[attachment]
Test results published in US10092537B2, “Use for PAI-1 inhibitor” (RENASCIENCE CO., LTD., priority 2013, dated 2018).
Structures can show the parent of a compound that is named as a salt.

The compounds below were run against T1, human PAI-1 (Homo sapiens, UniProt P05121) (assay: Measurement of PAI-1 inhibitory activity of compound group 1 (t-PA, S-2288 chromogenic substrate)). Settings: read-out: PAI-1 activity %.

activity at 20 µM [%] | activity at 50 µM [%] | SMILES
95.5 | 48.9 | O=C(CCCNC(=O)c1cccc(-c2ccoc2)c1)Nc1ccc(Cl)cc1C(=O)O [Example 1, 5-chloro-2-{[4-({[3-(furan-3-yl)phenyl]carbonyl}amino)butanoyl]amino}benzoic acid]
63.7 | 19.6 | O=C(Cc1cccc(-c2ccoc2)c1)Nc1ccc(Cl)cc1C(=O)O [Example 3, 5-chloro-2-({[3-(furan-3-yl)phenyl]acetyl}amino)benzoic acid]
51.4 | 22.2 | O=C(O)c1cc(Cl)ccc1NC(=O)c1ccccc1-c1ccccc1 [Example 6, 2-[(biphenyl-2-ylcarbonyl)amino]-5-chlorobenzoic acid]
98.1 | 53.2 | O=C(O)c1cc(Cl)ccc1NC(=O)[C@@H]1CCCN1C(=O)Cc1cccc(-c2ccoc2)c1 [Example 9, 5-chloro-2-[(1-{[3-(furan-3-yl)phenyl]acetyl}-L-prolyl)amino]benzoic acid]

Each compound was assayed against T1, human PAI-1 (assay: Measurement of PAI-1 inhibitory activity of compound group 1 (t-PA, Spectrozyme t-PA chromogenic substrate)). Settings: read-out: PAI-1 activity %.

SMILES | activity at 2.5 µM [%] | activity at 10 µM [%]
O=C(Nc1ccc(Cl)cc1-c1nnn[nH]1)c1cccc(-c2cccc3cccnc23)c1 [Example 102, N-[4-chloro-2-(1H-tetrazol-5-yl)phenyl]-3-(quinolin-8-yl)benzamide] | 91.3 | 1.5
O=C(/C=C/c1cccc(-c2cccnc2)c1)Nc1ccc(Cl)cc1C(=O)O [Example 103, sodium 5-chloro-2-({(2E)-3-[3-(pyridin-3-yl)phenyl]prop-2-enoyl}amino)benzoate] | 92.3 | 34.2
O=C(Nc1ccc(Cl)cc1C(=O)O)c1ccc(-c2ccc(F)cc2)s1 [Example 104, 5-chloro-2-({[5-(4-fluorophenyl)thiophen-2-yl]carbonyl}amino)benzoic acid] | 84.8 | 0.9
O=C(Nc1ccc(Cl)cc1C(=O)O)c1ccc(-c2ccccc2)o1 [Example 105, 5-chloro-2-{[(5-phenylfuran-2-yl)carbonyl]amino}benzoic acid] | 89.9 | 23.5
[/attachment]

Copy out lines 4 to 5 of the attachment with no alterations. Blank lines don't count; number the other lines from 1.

activity at 20 µM [%] | activity at 50 µM [%] | SMILES
95.5 | 48.9 | O=C(CCCNC(=O)c1cccc(-c2ccoc2)c1)Nc1ccc(Cl)cc1C(=O)O [Example 1, 5-chloro-2-{[4-({[3-(furan-3-yl)phenyl]carbonyl}amino)butanoyl]amino}benzoic acid]